But the diffusion of the prosperous, independent, and managing classes involves in itself a very considerable diffusion of the purely "working" classes also. Their centres of occupation will be distributed, and their freedom to live at some little distance from their work will be increased. Whether this will mean dotting the country with dull, ugly little streets, slum villages like Buckfastleigh in Devon, for example, or whether it may result in entirely different and novel aspects, is a point for which at present we are not ready. But it bears upon the question that ugliness and squalor upon the main road will appeal to the more prosperous for remedy with far more vigour than when they are stowed compactly in a slum.

Enough has been said to demonstrate that old "town" and "city" will be, in truth, terms as obsolete as "mail coach." For these new areas that will grow out of them we want a term, and the administrative "urban district" presents itself with a convenient air of suggestion. We may for our present purposes call these coming town provinces "urban regions." Practically, by a process of confluence, the whole of Great Britain south of the Highlands seems destined to become such an urban region, laced all together not only by railway and telegraph, but by novel roads such as we forecast in the former chapter, and by a dense network of telephones, parcels delivery tubes, and the like nervous and arterial connections.

It will certainly be a curious and varied region, far less monotonous than our present English world, still in its thinner regions, at any rate, wooded, perhaps rather more abundantly wooded, breaking continually into park and garden, and with everywhere a scattering of houses. These will not, as a rule, I should fancy, follow the fashion of the vulgar ready-built villas of the existing suburb, because the freedom people will be able to exercise in the choice of a site will rob the "building estate" promoter of his local advantage; in many cases the houses may very probably be personal homes, built for themselves as much as the Tudor manor-houses were, and even, in some cases, as æsthetically right. Each district, I am inclined to think, will develop its own differences of type and style. As one travels through the urban region, one will traverse open, breezy, "horsey" suburbs, smart white gates and palings everywhere, good turf, a Grand Stand shining pleasantly; gardening districts all set with gables and roses, holly hedges, and emerald lawns; pleasant homes among heathery moorlands and golf links, and river districts with gaily painted boat-houses peeping from the osiers. Then presently a gathering of houses closer together, and a promenade and a whiff of band and dresses, and then, perhaps, a little island of agriculture, hops, or strawberry gardens, fields of grey-plumed artichokes, white-painted orchard, or brightly neat poultry farm. Through the varied country the new wide roads will run, here cutting through a crest and there running like some colossal aqueduct across a valley, swarming always with a multitudinous traffic of bright, swift (and not necessarily ugly) mechanisms; and everywhere amidst the fields and trees linking wires will stretch from pole to pole. Ever and again there will appear a cluster of cottages—cottages into which we shall presently look more closely—about some works or workings, works, it may be, with the smoky chimney of to-day replaced by a gaily painted windwheel or waterwheel to gather and store the force for the machinery; and ever and again will come a little town, with its cherished ancient church or cathedral, its school buildings and museums, its railway-station, perhaps its fire-station, its inns and restaurants, and with all the wires of the countryside converging to its offices. All that is pleasant and fair of our present countryside may conceivably still be there among the other things. There is no reason why the essential charm of the country should disappear; the new roads will not supersede the present high roads, which will still be necessary for horses and subsidiary traffic; and the lanes and hedges, the field paths and wild flowers, will still have their ample justification. A certain lack of solitude there may be perhaps, and—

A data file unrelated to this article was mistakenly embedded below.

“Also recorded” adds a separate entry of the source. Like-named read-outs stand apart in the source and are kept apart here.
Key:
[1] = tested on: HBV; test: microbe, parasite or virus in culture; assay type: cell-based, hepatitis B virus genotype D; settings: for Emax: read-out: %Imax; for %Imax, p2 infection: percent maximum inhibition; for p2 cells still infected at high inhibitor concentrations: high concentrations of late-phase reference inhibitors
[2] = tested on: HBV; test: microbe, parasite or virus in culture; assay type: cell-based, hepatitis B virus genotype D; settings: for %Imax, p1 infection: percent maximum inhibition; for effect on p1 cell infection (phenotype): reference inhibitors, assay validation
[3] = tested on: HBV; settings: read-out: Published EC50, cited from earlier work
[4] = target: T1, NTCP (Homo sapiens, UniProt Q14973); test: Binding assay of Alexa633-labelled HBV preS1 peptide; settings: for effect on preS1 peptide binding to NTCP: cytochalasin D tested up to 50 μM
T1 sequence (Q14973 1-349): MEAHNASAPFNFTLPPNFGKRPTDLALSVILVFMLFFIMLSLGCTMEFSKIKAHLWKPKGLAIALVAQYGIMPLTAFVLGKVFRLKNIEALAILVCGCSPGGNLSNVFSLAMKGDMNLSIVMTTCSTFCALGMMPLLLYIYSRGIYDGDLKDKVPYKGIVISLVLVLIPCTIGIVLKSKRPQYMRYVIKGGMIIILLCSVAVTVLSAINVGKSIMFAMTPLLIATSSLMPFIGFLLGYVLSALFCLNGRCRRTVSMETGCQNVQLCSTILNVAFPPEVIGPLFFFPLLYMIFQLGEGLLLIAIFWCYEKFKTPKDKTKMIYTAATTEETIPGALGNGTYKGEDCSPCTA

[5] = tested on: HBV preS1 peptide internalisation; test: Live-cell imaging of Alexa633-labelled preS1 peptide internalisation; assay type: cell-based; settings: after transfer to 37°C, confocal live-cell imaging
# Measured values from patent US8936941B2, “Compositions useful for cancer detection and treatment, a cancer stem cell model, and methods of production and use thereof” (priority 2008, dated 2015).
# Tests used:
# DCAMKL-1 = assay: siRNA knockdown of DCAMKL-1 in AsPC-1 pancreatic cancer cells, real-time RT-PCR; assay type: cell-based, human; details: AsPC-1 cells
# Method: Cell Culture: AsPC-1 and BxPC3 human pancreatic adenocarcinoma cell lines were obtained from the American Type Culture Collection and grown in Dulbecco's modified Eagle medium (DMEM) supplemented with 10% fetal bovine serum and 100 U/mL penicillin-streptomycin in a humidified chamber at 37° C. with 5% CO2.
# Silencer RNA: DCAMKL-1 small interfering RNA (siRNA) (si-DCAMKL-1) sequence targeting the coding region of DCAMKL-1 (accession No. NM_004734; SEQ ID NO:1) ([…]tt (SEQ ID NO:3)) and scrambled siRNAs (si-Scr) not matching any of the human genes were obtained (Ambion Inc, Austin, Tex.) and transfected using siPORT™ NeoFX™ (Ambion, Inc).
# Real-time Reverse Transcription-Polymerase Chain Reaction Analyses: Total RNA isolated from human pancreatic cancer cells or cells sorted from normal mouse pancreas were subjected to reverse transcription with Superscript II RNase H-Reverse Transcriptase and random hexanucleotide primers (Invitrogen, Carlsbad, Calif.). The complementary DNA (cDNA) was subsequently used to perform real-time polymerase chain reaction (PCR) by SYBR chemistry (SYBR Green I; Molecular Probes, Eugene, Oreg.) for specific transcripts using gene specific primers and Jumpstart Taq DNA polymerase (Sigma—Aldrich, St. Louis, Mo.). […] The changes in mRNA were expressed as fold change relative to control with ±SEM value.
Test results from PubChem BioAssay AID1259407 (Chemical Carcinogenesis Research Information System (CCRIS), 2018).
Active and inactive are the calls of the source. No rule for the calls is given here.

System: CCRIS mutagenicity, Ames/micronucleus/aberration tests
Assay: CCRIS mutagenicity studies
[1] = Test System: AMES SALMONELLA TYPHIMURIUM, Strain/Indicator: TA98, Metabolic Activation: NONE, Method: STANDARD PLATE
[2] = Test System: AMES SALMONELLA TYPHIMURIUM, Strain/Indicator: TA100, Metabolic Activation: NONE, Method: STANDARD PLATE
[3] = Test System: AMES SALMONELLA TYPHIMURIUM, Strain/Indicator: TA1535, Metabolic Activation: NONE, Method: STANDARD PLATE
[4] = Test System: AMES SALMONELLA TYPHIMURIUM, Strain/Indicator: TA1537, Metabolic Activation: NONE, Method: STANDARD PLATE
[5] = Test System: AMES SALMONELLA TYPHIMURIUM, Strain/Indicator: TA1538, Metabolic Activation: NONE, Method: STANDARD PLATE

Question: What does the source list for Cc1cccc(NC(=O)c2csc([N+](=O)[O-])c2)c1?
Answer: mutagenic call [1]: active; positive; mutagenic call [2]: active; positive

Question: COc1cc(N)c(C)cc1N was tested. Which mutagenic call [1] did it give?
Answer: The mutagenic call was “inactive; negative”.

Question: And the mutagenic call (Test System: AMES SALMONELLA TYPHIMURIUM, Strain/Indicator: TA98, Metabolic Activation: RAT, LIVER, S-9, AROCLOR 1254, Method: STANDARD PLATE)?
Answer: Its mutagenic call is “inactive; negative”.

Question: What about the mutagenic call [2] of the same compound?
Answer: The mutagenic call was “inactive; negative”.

Will conspicuous advertisements play any part in the landscape?...

But I find my pen is running ahead, an imagination prone to realistic constructions is struggling to paint a picture altogether prematurely. There is very much to be weighed and decided before we can get from our present generalization to the style of architecture these houses will show, and to the power and nature of the public taste. We have laid down now the broad lines of road, railway, and sea transit in the coming century, and we have got this general prophecy of "urban regions" established, and for the present that much must suffice.